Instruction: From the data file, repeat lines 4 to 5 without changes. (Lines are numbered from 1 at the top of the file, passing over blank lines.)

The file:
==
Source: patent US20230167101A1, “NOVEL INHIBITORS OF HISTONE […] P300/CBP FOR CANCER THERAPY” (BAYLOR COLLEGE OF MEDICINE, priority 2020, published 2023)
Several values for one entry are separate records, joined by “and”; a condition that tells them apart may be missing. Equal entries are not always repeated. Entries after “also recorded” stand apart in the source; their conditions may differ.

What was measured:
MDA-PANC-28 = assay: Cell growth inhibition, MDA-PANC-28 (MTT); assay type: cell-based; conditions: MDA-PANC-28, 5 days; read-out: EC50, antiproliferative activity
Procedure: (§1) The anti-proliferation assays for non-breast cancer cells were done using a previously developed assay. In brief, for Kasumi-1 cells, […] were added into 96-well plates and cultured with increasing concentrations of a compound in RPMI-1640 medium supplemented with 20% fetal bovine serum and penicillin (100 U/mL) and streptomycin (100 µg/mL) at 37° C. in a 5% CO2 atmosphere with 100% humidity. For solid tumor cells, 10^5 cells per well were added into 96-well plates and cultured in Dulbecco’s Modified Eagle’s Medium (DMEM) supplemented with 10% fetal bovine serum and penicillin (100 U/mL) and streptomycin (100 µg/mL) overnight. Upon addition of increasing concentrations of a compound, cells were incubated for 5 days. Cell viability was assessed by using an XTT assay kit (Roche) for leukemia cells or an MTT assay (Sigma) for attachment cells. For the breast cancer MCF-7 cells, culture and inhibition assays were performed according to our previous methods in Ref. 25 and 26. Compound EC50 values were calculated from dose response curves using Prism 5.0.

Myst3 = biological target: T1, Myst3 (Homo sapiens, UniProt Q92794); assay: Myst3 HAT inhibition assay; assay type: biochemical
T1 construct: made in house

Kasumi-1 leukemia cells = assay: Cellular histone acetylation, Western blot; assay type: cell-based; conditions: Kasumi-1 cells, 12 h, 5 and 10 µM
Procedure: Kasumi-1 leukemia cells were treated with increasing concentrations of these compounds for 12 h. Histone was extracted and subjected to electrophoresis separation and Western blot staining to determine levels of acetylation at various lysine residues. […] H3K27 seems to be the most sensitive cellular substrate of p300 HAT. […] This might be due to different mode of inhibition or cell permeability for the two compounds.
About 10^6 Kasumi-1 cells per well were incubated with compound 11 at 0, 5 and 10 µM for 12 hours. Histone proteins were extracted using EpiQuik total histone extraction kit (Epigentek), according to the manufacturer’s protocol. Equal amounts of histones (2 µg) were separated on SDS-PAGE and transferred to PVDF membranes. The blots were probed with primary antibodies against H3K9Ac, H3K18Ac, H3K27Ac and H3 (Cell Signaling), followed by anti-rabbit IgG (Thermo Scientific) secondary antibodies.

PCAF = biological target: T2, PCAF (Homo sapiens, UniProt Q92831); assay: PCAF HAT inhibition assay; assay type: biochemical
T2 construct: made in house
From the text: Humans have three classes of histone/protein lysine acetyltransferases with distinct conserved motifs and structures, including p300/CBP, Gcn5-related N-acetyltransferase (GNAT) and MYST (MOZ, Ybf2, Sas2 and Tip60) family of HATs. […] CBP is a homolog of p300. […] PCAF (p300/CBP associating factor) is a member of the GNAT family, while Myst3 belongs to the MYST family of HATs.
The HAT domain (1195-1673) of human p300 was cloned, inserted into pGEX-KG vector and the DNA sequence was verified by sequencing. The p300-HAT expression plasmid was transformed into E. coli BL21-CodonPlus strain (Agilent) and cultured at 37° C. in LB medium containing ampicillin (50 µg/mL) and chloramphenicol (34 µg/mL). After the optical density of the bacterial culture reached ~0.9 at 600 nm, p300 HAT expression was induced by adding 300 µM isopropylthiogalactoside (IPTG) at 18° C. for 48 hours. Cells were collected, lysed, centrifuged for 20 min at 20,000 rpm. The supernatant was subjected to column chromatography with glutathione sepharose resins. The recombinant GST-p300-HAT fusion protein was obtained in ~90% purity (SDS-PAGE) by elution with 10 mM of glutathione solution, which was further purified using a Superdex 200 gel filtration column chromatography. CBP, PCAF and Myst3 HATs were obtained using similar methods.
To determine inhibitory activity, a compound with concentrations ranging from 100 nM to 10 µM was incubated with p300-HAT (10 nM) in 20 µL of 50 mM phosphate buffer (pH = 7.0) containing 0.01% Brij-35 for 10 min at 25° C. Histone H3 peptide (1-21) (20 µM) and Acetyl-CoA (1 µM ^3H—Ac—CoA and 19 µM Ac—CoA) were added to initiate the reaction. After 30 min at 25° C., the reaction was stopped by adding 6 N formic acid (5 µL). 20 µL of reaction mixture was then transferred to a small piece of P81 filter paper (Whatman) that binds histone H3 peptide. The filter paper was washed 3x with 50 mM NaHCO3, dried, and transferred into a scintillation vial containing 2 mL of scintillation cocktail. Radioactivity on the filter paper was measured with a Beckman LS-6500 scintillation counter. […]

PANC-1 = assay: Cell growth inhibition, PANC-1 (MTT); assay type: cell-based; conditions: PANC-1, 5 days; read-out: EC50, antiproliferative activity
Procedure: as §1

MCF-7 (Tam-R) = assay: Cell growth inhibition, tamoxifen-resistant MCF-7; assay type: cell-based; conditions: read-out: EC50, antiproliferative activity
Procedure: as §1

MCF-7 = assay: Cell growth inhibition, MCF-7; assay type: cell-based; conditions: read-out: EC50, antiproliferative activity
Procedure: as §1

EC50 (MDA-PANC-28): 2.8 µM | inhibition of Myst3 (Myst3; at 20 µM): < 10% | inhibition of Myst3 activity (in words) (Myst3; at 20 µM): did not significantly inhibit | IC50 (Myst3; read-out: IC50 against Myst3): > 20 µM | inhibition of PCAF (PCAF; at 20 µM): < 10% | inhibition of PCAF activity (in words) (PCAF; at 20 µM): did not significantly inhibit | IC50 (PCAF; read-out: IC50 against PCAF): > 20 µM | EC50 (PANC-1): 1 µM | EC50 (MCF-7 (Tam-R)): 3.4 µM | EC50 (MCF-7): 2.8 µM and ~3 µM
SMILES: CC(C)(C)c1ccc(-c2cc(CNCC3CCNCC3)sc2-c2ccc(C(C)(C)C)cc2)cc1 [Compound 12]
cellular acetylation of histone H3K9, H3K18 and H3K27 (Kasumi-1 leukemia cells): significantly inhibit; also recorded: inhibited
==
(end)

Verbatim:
MDA-PANC-28 = assay: Cell growth inhibition, MDA-PANC-28 (MTT); assay type: cell-based; conditions: MDA-PANC-28, 5 days; read-out: EC50, antiproliferative activity
Procedure: (§1) The anti-proliferation assays for non-breast cancer cells were done using a previously developed assay. In brief, for Kasumi-1 cells, […] were added into 96-well plates and cultured with increasing concentrations of a compound in RPMI-1640 medium supplemented with 20% fetal bovine serum and penicillin (100 U/mL) and streptomycin (100 µg/mL) at 37° C. in a 5% CO2 atmosphere with 100% humidity. For solid tumor cells, 10^5 cells per well were added into 96-well plates and cultured in Dulbecco’s Modified Eagle’s Medium (DMEM) supplemented with 10% fetal bovine serum and penicillin (100 U/mL) and streptomycin (100 µg/mL) overnight. Upon addition of increasing concentrations of a compound, cells were incubated for 5 days. Cell viability was assessed by using an XTT assay kit (Roche) for leukemia cells or an MTT assay (Sigma) for attachment cells. For the breast cancer MCF-7 cells, culture and inhibition assays were performed according to our previous methods in Ref. 25 and 26. Compound EC50 values were calculated from dose response curves using Prism 5.0.